So in the midst of a national firestorm over neo-Nazis and neo-Confederates coming together under the banner of white nationalism to "Unite the Right" last weekend in Charlottesville, presidential adviser Steve Bannon, former publisher of Breitbart News, the self-proclaimed "platform of the alt-right," decided out of the blue to call up Robert Kuttner of the liberal American Prospect to chew the fat. Kuttner told Rolling Stone's Matt Taibbi that he believes Bannon when he says he forgot to say it was off the record and that he really saw it as "a candid strategy talk with a comrade." Kuttner said:
[Bannon] simultaneously tries to make alliances with lefties on economic nationalism, while doubling down on the racist, anti-immigrant stuff, and assumes that people will naively work with him on selected issues and excuse his larger role. It's classic hubris.
If Bannon had been able to persuade his boss to tackle infrastructure right out of the gate when the Democrats were still reeling in disbelief, and if he had distanced himself from the worst elements of the right once he took office, that might even have worked. But that also would have required the boss to be someone other than who he is.
People have been focusing on Bannon's comments that the far right are "losers" who need to be crushed, and his taunting of the left, which he hopes will "keep talking about race" so Team Trumpists can win on economic nationalism. This is disingenuous to say the least. To the extent Bannon truly believes that the neo-Nazis are "losers," it's largely a matter of aesthetics. As Vice reporter Elle Reed explained on MSNBC on Wednesday, the "alt-right" is re-branding itself as the new fascism:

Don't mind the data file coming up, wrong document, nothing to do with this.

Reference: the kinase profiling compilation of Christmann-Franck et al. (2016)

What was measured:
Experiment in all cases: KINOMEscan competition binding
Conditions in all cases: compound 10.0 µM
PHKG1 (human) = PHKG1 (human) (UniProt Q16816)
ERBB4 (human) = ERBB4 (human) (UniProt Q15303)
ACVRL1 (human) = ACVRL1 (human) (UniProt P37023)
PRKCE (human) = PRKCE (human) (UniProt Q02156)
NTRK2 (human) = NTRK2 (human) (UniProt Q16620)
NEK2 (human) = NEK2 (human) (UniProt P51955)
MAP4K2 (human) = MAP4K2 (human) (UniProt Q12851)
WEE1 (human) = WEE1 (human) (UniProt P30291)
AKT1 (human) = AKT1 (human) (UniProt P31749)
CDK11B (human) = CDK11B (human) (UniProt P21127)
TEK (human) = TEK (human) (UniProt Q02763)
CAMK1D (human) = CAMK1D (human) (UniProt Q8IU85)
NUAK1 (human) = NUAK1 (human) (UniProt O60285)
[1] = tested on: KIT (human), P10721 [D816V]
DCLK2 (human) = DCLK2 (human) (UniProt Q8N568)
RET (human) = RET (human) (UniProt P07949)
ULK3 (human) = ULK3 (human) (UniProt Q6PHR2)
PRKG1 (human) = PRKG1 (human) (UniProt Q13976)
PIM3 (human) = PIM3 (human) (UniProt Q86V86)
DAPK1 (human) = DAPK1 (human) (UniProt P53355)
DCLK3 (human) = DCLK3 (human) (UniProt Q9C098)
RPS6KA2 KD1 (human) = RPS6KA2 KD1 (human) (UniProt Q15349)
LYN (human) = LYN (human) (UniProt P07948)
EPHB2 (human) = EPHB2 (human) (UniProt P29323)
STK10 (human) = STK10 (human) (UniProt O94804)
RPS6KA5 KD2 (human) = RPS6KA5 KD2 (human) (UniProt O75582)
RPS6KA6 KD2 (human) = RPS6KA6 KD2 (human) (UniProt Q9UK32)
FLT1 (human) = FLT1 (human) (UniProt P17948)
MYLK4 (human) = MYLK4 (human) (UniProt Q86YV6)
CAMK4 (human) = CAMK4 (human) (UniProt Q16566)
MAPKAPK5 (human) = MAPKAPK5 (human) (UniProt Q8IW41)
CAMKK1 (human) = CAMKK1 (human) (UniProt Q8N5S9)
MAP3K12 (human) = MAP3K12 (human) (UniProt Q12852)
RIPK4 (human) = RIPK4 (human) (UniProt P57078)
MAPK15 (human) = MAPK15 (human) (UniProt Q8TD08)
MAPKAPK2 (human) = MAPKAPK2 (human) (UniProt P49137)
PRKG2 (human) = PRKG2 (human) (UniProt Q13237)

That means getting rid of swastikas because they call that a dead ideology so there's no point in bringing that out. They also want to cut out, as they call it, "white trash." They want to look like a middle-class movement with clean-cut, good-looking men. It's a movement focused on aesthetics. They want to look like successful people so that people want to join them.
When Bannon was the publisher of Breitbart News he oversaw the publication of the manifesto for what Taibbi describes as the" snooty, college-based wing of the racialist right Bannon leads … the thinking man's Nazi movement" called "The Establishment Conservative's Guide to the Alt-Right." Bannon knows which side his swastika is buttered on. Insulting the "low-IQ thugs" of the neo-fascist right may best be seen as his own version of Bill Clinton's Sistah Souljah moment.
Bannon's "outreach" to the American Prospect was a transparent attempt to exacerbate what he sees as the division on the left between economic populism and "identity politics." Perhaps he was under the weather or had had a few cocktails but Kuttner was not born yesterday, and saw through his ploy. Choosing this moment to make such a pitch was ill-timed to say the least.